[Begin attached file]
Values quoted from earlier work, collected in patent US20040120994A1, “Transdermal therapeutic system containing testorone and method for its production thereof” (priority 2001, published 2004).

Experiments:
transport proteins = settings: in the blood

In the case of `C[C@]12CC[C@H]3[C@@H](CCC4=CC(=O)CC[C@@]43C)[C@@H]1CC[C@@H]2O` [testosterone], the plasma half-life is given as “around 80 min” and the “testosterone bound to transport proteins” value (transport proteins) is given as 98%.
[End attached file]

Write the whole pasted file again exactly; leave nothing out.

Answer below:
Values quoted from earlier work, collected in patent US20040120994A1, “Transdermal therapeutic system containing testorone and method for its production thereof” (priority 2001, published 2004).

Experiments:
transport proteins = settings: in the blood

In the case of `C[C@]12CC[C@H]3[C@@H](CCC4=CC(=O)CC[C@@]43C)[C@@H]1CC[C@@H]2O` [testosterone], the plasma half-life is given as “around 80 min” and the “testosterone bound to transport proteins” value (transport proteins) is given as 98%.